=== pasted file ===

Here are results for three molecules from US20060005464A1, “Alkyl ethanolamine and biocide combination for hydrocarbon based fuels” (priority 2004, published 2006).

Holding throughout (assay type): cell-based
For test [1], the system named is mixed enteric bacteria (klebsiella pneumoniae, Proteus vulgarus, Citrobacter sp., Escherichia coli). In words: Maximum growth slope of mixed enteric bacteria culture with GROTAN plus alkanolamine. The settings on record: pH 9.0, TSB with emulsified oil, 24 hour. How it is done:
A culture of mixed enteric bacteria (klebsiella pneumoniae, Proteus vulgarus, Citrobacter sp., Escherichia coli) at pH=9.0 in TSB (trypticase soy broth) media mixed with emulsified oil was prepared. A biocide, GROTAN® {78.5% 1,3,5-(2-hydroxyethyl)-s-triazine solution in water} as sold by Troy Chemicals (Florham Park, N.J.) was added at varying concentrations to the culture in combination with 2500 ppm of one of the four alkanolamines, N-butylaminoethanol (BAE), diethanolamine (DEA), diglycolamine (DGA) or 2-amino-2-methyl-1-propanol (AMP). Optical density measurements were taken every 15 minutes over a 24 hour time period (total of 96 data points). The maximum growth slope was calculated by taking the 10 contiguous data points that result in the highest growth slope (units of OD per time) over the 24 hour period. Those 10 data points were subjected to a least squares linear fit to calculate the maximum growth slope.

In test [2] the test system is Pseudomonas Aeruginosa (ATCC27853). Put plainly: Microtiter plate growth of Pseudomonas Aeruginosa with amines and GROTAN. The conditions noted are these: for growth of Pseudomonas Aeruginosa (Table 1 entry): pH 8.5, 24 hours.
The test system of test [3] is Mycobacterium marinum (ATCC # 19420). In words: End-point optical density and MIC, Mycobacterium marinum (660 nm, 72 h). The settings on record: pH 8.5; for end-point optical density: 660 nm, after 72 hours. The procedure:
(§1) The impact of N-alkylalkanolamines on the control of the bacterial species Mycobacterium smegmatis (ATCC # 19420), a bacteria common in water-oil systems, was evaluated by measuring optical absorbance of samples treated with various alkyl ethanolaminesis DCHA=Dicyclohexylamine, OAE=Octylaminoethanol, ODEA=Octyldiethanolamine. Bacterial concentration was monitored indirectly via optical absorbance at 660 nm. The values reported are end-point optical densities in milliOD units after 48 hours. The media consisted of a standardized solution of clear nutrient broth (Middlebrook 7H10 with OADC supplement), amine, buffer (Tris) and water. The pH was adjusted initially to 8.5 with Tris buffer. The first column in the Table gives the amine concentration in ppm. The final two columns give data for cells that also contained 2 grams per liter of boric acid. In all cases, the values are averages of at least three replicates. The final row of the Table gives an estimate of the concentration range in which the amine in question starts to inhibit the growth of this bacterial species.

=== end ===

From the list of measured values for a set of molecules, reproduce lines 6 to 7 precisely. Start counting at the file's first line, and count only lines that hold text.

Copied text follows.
The test system of test [3] is Mycobacterium marinum (ATCC # 19420). In words: End-point optical density and MIC, Mycobacterium marinum (660 nm, 72 h). The settings on record: pH 8.5; for end-point optical density: 660 nm, after 72 hours. The procedure:
(§1) The impact of N-alkylalkanolamines on the control of the bacterial species Mycobacterium smegmatis (ATCC # 19420), a bacteria common in water-oil systems, was evaluated by measuring optical absorbance of samples treated with various alkyl ethanolaminesis DCHA=Dicyclohexylamine, OAE=Octylaminoethanol, ODEA=Octyldiethanolamine. Bacterial concentration was monitored indirectly via optical absorbance at 660 nm. The values reported are end-point optical densities in milliOD units after 48 hours. The media consisted of a standardized solution of clear nutrient broth (Middlebrook 7H10 with OADC supplement), amine, buffer (Tris) and water. The pH was adjusted initially to 8.5 with Tris buffer. The first column in the Table gives the amine concentration in ppm. The final two columns give data for cells that also contained 2 grams per liter of boric acid. In all cases, the values are averages of at least three replicates. The final row of the Table gives an estimate of the concentration range in which the amine in question starts to inhibit the growth of this bacterial species.